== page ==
The purpose of this blog is to promote Modern Monetary Theory. An understanding of MMT is the best antidote to the nonsense we hear so often from the mainstream media, most politicians, and even many professional economists who ought to know better.
If you’ve ever looked at a $5 bill or a £5 note and wondered why you can use it to buy a bottle of beer or a cup of coffee, when it is just a piece of paper and not backed up by anything obviously tangible; or, if you have ever wondered how governments can have a debt which they have no intention of ever repaying and why their creditors seemingly are totally unconcerned about it, then you might want to look further. Similarly, if you’ve ever had the suspicion that politicians either don’t know what they are talking about on economic matters, or deliberately want to mislead, then please read on and contribute if you can.
You may just be interested in the answers for reasons of simple curiousity. They do also however carry enormous political significance, which can divisive. Probably MMT will appeal to the political left more than the right but it is in itself quite neutral. It can be used equally by both sides of politics.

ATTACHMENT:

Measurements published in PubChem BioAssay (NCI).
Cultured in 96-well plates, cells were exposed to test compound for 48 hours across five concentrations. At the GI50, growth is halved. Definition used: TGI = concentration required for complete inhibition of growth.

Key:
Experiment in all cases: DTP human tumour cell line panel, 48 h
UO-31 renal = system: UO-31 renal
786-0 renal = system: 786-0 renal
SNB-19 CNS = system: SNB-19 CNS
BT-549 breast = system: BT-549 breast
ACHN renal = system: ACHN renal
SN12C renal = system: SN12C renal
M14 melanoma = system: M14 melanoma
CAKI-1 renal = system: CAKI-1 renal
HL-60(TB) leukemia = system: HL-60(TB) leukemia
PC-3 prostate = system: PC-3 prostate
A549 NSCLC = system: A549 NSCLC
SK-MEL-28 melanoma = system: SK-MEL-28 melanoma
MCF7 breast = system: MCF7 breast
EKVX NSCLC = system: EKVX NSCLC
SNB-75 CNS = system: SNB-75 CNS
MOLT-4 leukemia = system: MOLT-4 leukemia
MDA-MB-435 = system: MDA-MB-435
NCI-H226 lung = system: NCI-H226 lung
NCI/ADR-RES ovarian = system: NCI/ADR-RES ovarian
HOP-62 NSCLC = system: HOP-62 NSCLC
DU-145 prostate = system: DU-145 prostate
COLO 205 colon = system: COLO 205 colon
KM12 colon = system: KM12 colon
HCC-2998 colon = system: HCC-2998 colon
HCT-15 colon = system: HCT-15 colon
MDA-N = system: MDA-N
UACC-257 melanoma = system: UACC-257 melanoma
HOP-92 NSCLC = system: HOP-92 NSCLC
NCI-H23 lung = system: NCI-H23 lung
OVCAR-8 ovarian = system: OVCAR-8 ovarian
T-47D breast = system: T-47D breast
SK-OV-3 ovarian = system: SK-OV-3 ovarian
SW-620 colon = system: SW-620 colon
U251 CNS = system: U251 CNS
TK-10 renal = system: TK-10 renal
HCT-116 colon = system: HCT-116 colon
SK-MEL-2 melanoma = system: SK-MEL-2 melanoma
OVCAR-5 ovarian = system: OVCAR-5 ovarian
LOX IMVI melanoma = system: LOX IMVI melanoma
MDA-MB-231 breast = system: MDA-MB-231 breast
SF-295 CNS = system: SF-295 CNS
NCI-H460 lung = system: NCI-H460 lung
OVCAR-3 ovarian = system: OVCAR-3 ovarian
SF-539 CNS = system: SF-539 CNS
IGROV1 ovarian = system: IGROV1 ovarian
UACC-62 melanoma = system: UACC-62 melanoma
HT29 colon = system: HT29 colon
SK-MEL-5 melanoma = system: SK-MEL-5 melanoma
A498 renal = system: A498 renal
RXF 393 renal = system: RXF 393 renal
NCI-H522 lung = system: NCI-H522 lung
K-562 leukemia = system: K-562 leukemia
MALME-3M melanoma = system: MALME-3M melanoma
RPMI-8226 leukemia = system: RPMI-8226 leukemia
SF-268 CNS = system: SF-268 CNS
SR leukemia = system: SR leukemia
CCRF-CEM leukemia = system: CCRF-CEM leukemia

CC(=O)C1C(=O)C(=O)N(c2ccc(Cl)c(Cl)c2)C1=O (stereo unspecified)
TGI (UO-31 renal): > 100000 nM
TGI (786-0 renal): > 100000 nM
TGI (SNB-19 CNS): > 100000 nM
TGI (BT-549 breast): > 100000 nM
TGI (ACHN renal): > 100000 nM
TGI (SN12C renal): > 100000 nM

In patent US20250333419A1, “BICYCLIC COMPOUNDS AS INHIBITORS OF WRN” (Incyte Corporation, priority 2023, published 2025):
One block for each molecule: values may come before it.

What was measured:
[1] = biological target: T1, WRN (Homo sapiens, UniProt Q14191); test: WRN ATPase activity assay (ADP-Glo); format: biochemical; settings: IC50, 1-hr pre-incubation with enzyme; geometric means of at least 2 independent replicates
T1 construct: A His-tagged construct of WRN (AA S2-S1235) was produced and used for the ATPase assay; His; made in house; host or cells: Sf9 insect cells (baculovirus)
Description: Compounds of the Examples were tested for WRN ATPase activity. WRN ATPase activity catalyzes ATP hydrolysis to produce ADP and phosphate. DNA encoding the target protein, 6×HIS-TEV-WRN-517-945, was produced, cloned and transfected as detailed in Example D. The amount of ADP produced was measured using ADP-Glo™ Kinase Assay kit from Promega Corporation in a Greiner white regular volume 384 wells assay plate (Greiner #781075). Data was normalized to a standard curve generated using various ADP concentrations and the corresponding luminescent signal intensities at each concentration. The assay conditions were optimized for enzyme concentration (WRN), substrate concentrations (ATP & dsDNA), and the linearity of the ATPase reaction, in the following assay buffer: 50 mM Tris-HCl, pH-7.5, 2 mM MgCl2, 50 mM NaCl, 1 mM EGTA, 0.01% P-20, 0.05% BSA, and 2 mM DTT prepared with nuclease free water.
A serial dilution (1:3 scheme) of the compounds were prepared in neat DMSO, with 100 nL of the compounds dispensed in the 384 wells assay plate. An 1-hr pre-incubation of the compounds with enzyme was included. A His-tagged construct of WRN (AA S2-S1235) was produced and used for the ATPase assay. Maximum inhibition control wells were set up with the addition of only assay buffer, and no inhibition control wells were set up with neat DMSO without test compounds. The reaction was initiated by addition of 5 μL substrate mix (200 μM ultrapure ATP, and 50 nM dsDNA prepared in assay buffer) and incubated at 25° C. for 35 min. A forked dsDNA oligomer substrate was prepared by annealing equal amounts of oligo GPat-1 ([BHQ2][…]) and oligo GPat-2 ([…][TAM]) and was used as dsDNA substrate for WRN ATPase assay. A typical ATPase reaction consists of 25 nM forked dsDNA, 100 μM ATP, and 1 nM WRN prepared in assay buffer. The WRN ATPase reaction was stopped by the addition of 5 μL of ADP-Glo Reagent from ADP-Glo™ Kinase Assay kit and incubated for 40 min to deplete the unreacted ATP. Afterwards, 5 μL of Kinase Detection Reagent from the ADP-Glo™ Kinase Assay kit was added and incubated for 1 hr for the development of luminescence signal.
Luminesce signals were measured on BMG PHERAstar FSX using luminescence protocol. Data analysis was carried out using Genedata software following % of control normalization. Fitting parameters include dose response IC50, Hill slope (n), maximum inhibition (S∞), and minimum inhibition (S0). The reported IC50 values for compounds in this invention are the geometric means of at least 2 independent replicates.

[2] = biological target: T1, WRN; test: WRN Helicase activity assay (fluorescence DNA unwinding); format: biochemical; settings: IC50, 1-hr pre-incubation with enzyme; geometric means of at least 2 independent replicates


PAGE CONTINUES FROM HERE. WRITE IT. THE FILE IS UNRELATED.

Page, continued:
Critics of MMT charge that the creation of money is irresponsible. Yes, it can be in certain circumstances. Equally in others it is irresponsible not to create it. Resources are being wasted in most developed economies because of insufficient purchasing power. A waste of resources is relatively easily fixed by sensible demand management in an economy. A lack of resources isn’t.
Contributors are welcome to claim that some aspects of MMT are incorrect if there is also an explanation of why. But please avoid telling us that you just strongly disagree or you think we are talking rubbish!
Contributions and offers of help are welcome. Please email firstname.lastname@example.org
Sections of this blog may be quoted providing they are referenced back to their source.
(c) Copyright 2013 Peter Martin. All Rights Reserved.
Note: I don’t have any connection to the economist Peter Martin who writes for the Melbourne Age.